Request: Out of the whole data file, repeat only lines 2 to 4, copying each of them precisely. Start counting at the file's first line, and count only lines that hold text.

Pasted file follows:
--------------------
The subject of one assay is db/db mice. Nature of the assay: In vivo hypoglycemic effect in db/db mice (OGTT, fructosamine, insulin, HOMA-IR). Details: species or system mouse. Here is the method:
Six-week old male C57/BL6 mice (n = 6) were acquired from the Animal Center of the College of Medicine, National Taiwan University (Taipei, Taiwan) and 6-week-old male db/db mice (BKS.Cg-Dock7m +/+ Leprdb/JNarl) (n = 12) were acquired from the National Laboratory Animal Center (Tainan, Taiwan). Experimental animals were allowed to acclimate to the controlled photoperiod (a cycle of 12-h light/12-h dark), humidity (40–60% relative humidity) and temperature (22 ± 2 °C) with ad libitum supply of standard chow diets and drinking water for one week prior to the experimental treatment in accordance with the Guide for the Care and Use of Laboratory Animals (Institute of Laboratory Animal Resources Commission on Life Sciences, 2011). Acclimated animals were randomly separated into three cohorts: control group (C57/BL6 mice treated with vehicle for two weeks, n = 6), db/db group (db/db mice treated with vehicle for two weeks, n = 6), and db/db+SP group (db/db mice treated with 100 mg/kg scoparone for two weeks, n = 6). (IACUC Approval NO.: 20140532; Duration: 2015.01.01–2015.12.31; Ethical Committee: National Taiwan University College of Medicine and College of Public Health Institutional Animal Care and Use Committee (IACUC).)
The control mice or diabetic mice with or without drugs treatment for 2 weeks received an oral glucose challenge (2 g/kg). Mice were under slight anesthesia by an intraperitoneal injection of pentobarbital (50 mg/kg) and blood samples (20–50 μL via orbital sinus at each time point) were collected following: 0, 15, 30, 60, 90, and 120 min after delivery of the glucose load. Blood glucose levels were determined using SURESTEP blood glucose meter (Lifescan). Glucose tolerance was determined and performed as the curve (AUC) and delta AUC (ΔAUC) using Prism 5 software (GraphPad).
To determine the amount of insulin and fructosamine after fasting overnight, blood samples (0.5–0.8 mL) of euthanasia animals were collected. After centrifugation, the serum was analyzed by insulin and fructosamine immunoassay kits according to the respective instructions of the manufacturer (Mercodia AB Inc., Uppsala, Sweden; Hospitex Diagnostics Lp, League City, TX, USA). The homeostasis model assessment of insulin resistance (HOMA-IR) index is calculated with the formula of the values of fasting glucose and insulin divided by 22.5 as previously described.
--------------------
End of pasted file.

Six-week old male C57/BL6 mice (n = 6) were acquired from the Animal Center of the College of Medicine, National Taiwan University (Taipei, Taiwan) and 6-week-old male db/db mice (BKS.Cg-Dock7m +/+ Leprdb/JNarl) (n = 12) were acquired from the National Laboratory Animal Center (Tainan, Taiwan). Experimental animals were allowed to acclimate to the controlled photoperiod (a cycle of 12-h light/12-h dark), humidity (40–60% relative humidity) and temperature (22 ± 2 °C) with ad libitum supply of standard chow diets and drinking water for one week prior to the experimental treatment in accordance with the Guide for the Care and Use of Laboratory Animals (Institute of Laboratory Animal Resources Commission on Life Sciences, 2011). Acclimated animals were randomly separated into three cohorts: control group (C57/BL6 mice treated with vehicle for two weeks, n = 6), db/db group (db/db mice treated with vehicle for two weeks, n = 6), and db/db+SP group (db/db mice treated with 100 mg/kg scoparone for two weeks, n = 6). (IACUC Approval NO.: 20140532; Duration: 2015.01.01–2015.12.31; Ethical Committee: National Taiwan University College of Medicine and College of Public Health Institutional Animal Care and Use Committee (IACUC).)
The control mice or diabetic mice with or without drugs treatment for 2 weeks received an oral glucose challenge (2 g/kg). Mice were under slight anesthesia by an intraperitoneal injection of pentobarbital (50 mg/kg) and blood samples (20–50 μL via orbital sinus at each time point) were collected following: 0, 15, 30, 60, 90, and 120 min after delivery of the glucose load. Blood glucose levels were determined using SURESTEP blood glucose meter (Lifescan). Glucose tolerance was determined and performed as the curve (AUC) and delta AUC (ΔAUC) using Prism 5 software (GraphPad).
To determine the amount of insulin and fructosamine after fasting overnight, blood samples (0.5–0.8 mL) of euthanasia animals were collected. After centrifugation, the serum was analyzed by insulin and fructosamine immunoassay kits according to the respective instructions of the manufacturer (Mercodia AB Inc., Uppsala, Sweden; Hospitex Diagnostics Lp, League City, TX, USA). The homeostasis model assessment of insulin resistance (HOMA-IR) index is calculated with the formula of the values of fasting glucose and insulin divided by 22.5 as previously described.